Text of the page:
Here we report on SA-co-poly(AMPS) hydrogels for sustained release of DS to overcome the short comings associated with repeated dosing. A series of hydrogel formulations with various compositions of polymer, monomer and cross-linker were synthesized to assess and evaluate the different parameters including the sol–gel fraction, dynamic swelling and in-vitro drug release patterns of the developed hydrogel networks to confirm their sustained release properties for oral administration of DS.

2. Results and Discussions

2.1. Sol–Gel Analysis

When polymer, monomer and crosslinker react during a polymerization reaction, some portion of the developed hydrogels is not crosslinked; this is known as the “sol fraction”, whereas the crosslinked portion is known as “gel fraction”. The sol portion is the small part of the hydrogel which may be formed due to the usage of high quantities of one or more than one component, and which remain uncrosslinked due to the unavailability of reactive sites during polymerization reaction. Thus, to know the fraction of crosslinked and uncrossliked portions of the hydrogels, sol–gel analysis was carried out for all fabricated formulations of hydrogel. Increase in gel fraction was observed as the concentration of SA, AMPS and MBA increases as shown in Figure 1. As the concentration of SA (SAF-1, SAF-2 and SAF-3), and AMPS (SAF-4, SAF-5 and SAF-6) increases, more space is provided for chemical reaction, and as a result the gel fraction is increased [17,18]. Similarly, as the concentration of MBA (SAF-7, SAF-8 and SAF-9) increases, cross-linking density of developed hydrogels increases, and as a result, an increase in gel fraction is observed [19] (Figure 1). Unlike gel fraction, a decrease in sol fraction is observed as the composition of all formulations (SAF-1~SAF-9) increases because sol fraction is inversely proportional to gel fraction [20].

2.2. FTIR Analysis

FTIR was carried out to discover the structural arrangements of the contents used in the preparation of hydrogels individually and in the developed system. Figure 2A indicates FTIR spectrum of DS. COOH groups of DS indicate stretching vibrations at 3310 cm−1, while peaks at 3430 cm−1 and 1654 cm−1 characterize the stretching vibrations of N–H and C=C, respectively. Swain et al. (2015) reported the same peaks in their studies, which further support our studies [21]. The FTIR spectrum of SA (Figure 2B) indicates an extensive band at 3420 cm−1 due to OH groups of hydrogen bonding. Symmetric and asymmetric stretching vibrations of C=O of carboxyl groups of SA are indicated by peaks at 1405 cm−1 and 1570 cm−1, respectively. A characteristic peak present at 1105 cm−1 corresponds to –C–O–C stretching vibration of SA, indicating its polysaccharide structure [22]. The FTIR spectrum of AMPS is presented in Figure 2C. C–H stretching of methyl group is revealed by a sharp peak at 2998 cm−1. Bending and stretching of N–H and C=O are assigned by absorption bands at 1625 cm−1 and 1675 cm−1. Similarly, absorption bands at 1140 cm−1 and 1386 cm−1 indicate the symmetric and asymmetric stretching vibration of S=O group respectively [23]. Characteristic peaks at 3415 cm−1 and 2998 cm−1 of SA and AMPS are overlapped at 3350 cm−1 peak of unloaded SA-co-poly(AMPS) hydrogels as shown in Figure 2D. Similarly, SA and AMPS peaks at 1405 cm−1 and 1675 cm−1 are shifted to 1500 cm−1 and 1698 cm−1 in SA-co-poly(AMPS) hydrogels. While some peaks disappeared in the developed hydrogels. The shifting, disappearance, overlapping and formation of new peaks indicate the development of new polymeric network and demonstrate that AMPS is successfully grafted over the SA backbone [24]. Figure 2E indicates the FTIR spectrum of loaded SA-co-poly(AMPS) hydrogels. Some modified peaks of the drug are indicated in loaded SA-co-poly(AMPS) hydrogels at (2850 cm−1 and 3400 cm−1), which indicates that developed hydrogels have successfully encapsulated the drug. The proposed chemical structure of developed hydrogels is shown in Figure 3. No chemical interaction is found between drug and fabricated hydrogels. Hence the results indicate that hydrogels are successfully prepared by the crosslinking of both polymer and monomer and drug is loaded by the hydrogels without any type of interaction [25].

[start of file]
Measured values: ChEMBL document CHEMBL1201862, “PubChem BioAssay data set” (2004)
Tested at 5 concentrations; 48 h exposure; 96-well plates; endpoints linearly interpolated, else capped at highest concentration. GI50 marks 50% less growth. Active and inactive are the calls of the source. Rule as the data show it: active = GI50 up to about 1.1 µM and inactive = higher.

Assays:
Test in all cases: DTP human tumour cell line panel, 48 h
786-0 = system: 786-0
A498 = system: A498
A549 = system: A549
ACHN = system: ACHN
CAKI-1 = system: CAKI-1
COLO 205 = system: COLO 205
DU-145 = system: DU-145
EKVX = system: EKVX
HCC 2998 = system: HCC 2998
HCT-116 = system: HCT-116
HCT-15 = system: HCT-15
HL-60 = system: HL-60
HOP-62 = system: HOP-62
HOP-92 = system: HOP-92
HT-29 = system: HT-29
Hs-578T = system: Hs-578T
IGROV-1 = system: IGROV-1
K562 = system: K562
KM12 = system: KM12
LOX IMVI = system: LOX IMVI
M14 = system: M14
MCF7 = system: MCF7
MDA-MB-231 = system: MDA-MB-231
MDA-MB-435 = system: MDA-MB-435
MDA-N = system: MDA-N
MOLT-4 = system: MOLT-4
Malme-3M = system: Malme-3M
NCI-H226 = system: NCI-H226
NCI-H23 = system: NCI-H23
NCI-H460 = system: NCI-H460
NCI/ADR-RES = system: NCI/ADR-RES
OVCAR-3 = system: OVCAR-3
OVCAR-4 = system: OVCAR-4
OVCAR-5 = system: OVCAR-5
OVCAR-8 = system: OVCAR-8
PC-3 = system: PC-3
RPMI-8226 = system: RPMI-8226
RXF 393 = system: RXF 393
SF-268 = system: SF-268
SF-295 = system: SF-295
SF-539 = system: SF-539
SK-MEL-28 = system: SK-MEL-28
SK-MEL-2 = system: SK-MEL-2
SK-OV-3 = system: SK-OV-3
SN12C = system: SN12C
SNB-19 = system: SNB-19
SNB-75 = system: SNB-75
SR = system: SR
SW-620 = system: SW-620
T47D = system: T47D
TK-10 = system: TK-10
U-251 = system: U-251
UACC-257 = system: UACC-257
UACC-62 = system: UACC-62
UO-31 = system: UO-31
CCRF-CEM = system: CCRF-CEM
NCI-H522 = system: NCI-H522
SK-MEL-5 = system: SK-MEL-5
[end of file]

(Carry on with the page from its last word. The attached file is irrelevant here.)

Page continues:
2.3. Thermal Stability